Modular building isn’t a new concept, but it has only recently begun to surge in popularity among commercial construction projects. As inflation, labor shortages and supply chain constraints become more significant problems, more contractors are switching to modular building.
What makes this unique construction method so effective for commercial projects? What are the benefits? How can contractors leverage it to address the construction industry's three major problems?
Modular Buildings on the Rise
Modular building has quickly become the new normal in residential and commercial construction. It accounted for 5.5% of all projects in 2021, which was an all-time high. This construction method has been vital in addressing the housing crisis in the United States, providing a fast and efficient way to build single-family homes, apartment complexes and low-income housing.
While modular building’s residential impact has been impressive, it has tremendous potential in the commercial arena. Commercial projects usually take much longer and require more materials than the average home project, which means there are more opportunities for damage and delays. That’s where modular construction comes in.
Instead of coordinating the entire project on-site, commercial contractors can build smaller modules off-site in their warehouses. Once these prefabricated parts are finished, the workers ship them to the site and assemble them. This method requires less time, labor and resources than traditional construction.
Benefits of Modular Commercial Building
Speed and efficiency are the most important benefits of modular building — it completes projects 20% to 50% faster than other methods while saving up to 14% of the project’s costs. These factors alone should be convincing enough for commercial contractors to make the switch, but the benefits don’t stop there.
1. Safer Working Conditions
Modular building also provides employees with safer working conditions. It’s no secret that construction is one of the most dangerous professions in the world, so improving workplace safety is a significant priority. Instead of working outdoors in unpredictable weather conditions, employees can stay inside and do their jobs in a controlled environment.
Traditionally, construction crews had to anticipate extreme weather and plan for delays. Creating weather hazard checklists and securing worksites before a big storm rolled in was crucial. With modular building, the project can continue as scheduled because weather is a non-factor — all the prefabrication takes place indoors.
Modular building also makes construction safer by mitigating security threats such as theft and vandalism. With everything inside a monitored warehouse, project managers don’t have to worry about people trespassing on the site and tampering with the building’s modules.
2. Lower Labor Costs
The construction industry is short by about 650,000 workers in the United States alone. With traditional methods, there aren’t enough hands to complete commercial projects on time. Modular building increases productivity with fewer workers by speeding up the design and manufacturing process, eliminating delays and automating certain tasks with construction robots.
Robotics play a considerable role in the success of modular building, as they can compensate for the thousands of missing workers by proficiently completing essential jobs like welding, bricklaying and operating heavy machinery. These robots can work without restrictions or damage from severe weather in a warehouse as opposed to an outdoor worksite.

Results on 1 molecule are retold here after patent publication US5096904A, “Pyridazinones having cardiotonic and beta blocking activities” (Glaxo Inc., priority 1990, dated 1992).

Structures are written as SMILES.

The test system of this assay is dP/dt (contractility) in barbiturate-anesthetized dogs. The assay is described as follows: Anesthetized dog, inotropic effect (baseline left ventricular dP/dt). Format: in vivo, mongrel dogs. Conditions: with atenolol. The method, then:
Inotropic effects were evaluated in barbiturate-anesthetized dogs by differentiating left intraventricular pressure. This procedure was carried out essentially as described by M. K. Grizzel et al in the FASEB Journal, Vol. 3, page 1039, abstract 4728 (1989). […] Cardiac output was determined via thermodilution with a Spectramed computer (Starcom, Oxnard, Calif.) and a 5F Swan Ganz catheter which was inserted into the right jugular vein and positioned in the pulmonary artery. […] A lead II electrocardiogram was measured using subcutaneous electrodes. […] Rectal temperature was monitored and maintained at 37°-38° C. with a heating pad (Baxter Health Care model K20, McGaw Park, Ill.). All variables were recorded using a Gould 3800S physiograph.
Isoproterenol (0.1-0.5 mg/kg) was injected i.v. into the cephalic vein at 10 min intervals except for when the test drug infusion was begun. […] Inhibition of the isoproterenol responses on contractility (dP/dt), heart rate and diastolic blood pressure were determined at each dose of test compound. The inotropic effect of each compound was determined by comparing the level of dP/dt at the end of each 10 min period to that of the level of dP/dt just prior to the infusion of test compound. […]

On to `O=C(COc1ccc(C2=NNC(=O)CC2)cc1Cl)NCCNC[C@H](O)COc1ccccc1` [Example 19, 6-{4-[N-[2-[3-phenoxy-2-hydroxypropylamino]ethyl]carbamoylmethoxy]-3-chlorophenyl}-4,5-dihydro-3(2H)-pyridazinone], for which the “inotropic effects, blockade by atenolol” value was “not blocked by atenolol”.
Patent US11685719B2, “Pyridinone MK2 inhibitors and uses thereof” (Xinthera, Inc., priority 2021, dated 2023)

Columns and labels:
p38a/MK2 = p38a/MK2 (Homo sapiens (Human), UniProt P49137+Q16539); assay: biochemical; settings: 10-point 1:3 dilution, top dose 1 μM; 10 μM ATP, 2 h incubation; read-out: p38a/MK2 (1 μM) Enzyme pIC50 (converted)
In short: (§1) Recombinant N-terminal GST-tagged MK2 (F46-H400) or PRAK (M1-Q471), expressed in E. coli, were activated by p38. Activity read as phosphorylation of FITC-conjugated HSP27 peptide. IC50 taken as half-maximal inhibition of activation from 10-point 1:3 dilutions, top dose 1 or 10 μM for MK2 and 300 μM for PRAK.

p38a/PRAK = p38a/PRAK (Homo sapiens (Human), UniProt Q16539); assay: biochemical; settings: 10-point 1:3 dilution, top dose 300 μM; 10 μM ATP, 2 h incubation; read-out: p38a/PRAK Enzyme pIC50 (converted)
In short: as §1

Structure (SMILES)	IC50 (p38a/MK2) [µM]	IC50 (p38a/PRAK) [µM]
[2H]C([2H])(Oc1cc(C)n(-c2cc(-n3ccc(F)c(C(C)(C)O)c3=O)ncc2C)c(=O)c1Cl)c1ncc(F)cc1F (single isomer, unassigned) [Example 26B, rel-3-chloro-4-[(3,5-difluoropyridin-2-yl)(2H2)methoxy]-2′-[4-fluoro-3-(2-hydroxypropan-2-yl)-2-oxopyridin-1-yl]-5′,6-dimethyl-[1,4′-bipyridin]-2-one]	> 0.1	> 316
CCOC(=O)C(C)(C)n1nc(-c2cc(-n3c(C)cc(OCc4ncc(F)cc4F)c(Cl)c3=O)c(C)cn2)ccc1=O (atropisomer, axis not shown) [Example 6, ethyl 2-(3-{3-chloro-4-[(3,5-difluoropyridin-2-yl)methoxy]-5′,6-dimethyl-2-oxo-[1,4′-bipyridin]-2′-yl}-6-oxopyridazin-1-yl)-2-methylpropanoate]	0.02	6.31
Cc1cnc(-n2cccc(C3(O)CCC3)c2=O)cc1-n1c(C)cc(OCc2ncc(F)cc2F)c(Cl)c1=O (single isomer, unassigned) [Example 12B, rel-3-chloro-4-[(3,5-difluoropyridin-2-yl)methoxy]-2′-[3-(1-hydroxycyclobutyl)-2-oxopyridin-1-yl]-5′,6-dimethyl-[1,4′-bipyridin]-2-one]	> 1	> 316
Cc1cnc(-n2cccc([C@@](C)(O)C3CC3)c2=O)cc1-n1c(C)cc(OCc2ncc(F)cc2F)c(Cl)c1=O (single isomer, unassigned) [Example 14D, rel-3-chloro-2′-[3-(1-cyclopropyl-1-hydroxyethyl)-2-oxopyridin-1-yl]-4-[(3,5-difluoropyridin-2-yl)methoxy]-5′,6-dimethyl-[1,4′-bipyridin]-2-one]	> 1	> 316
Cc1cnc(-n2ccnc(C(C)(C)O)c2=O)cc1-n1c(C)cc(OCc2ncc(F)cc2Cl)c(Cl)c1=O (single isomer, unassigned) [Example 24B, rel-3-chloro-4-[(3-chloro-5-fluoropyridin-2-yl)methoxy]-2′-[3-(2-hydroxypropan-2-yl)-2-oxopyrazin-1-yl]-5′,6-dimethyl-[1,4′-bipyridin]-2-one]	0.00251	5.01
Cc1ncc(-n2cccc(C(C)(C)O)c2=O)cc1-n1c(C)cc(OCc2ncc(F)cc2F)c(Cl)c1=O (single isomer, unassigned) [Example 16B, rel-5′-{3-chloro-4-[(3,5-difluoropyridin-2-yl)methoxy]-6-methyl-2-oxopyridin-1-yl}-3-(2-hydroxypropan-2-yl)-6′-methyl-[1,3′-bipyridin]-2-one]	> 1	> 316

A modular approach also eliminates delays and deficiencies caused by unproductive sites. Commercial projects have many moving parts and often have too many obstructions for workers to operate equipment and move materials safely. Building bits and pieces of the main structure in another location keeps the primary worksite organized and helps employees do their jobs.
Modular building also has impressive environmental benefits. According to a 2021 study from the University of New South Wales, the average modular project generates 83.2% less waste, while larger-scale commercial projects generate 47.9% less waste overall. This massive trash reduction is largely because the materials used to build modular buildings suffer less damage caused by human error, extreme weather and other threats.
Another way modular building helps the environment is by reducing material deliveries by up to 90%, thereby reducing the project’s carbon footprint. While the construction industry has been notoriously wasteful for decades, modular building gets the most out of each project’s limited resources.
Modular Building Is Still Evolving
Although modular construction in the commercial sector has shown great promise, it’s still in its infancy. It’s also not immune to the other problems facing the construction industry, such as limited material suppliers and high transportation costs. The government also needs to catch up, as many states are still passing laws and regulations for upcoming modular projects. These legal deliberations could result in delays.
Contractors will also have to adjust to new transportation challenges. For example, they need to learn how to stack prefabricated units properly so they don’t collapse on their way to the site. They must also consider narrow roads, traffic jams, bridges and other obstacles.
Modular Building Is Here to Stay
The construction industry needs a significant overhaul to address the issues of inflation, labor shortages and supply chain stagnation. Modular building appears to be the solution. Contractors will inevitably encounter some challenges in implementing a modular approach, but these are necessary steps to get the industry back on track.